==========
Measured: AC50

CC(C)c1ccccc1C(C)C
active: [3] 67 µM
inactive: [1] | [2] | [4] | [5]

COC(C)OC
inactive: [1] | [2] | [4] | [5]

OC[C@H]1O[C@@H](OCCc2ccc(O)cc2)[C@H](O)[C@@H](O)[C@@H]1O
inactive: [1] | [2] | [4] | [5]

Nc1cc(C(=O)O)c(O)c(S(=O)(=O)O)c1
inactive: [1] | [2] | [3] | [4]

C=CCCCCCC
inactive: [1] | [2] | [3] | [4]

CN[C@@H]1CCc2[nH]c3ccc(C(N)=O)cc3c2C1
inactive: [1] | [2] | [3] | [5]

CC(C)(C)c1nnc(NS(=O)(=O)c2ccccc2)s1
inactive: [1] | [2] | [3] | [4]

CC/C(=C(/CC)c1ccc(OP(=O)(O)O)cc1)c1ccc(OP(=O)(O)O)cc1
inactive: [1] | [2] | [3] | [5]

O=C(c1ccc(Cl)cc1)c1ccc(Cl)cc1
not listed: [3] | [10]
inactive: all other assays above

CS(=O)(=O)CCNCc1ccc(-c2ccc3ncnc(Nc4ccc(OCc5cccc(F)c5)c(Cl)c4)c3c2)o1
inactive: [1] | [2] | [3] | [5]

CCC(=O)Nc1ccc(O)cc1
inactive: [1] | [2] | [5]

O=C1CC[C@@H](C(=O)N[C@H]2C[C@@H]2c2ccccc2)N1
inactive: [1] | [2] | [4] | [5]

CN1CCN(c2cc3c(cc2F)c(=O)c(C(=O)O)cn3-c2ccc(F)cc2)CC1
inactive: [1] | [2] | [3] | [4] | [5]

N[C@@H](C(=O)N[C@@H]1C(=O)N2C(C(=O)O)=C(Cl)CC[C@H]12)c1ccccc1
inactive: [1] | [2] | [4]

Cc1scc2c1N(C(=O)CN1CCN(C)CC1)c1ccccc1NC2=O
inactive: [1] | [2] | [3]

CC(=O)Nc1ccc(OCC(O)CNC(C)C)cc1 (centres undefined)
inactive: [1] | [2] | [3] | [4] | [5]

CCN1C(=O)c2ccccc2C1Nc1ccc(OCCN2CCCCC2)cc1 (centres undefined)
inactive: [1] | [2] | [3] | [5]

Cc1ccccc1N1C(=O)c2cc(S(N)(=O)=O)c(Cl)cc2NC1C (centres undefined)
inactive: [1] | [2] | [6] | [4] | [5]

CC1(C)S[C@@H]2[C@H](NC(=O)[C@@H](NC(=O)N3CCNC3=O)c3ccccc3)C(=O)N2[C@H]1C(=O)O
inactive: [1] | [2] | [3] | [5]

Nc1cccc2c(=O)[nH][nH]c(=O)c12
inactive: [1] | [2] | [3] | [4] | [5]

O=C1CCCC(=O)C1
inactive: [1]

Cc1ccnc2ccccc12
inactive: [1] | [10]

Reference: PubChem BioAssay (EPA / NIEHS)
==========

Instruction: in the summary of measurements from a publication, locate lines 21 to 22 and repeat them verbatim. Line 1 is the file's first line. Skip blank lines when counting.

inactive: all other assays above

CS(=O)(=O)CCNCc1ccc(-c2ccc3ncnc(Nc4ccc(OCc5cccc(F)c5)c(Cl)c4)c3c2)o1